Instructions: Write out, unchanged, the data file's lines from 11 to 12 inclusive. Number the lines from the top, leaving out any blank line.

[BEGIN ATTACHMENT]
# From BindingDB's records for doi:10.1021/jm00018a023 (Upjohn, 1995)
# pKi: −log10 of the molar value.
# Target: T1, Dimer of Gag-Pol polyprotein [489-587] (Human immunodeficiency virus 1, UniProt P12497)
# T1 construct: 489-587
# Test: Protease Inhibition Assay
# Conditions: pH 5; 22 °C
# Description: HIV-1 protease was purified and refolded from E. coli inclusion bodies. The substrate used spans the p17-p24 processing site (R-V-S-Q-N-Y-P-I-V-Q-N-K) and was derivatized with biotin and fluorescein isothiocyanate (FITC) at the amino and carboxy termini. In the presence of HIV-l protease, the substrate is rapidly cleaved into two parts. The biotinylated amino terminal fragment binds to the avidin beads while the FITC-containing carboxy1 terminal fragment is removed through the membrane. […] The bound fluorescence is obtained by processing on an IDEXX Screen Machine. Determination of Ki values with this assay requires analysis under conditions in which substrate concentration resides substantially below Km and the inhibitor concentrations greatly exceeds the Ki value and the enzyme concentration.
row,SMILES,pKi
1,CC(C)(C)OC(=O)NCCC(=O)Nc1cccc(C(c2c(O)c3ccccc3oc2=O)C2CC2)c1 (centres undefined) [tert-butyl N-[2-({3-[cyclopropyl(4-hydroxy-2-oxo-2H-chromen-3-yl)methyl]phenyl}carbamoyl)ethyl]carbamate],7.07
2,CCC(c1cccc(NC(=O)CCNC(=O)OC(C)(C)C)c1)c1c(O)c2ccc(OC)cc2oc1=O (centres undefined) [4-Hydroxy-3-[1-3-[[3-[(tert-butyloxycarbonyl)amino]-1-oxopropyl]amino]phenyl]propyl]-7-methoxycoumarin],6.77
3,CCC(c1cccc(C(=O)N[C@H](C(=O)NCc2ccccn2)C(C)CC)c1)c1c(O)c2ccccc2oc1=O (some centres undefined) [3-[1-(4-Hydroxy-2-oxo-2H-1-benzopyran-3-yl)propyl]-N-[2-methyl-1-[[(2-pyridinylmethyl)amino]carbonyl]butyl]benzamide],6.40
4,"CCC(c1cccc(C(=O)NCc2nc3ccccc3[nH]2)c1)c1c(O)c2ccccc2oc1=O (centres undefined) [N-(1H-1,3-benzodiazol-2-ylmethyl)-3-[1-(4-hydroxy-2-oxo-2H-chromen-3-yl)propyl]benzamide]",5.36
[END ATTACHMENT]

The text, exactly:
3,CCC(c1cccc(C(=O)N[C@H](C(=O)NCc2ccccn2)C(C)CC)c1)c1c(O)c2ccccc2oc1=O (some centres undefined) [3-[1-(4-Hydroxy-2-oxo-2H-1-benzopyran-3-yl)propyl]-N-[2-methyl-1-[[(2-pyridinylmethyl)amino]carbonyl]butyl]benzamide],6.40
4,"CCC(c1cccc(C(=O)NCc2nc3ccccc3[nH]2)c1)c1c(O)c2ccccc2oc1=O (centres undefined) [N-(1H-1,3-benzodiazol-2-ylmethyl)-3-[1-(4-hydroxy-2-oxo-2H-chromen-3-yl)propyl]benzamide]",5.36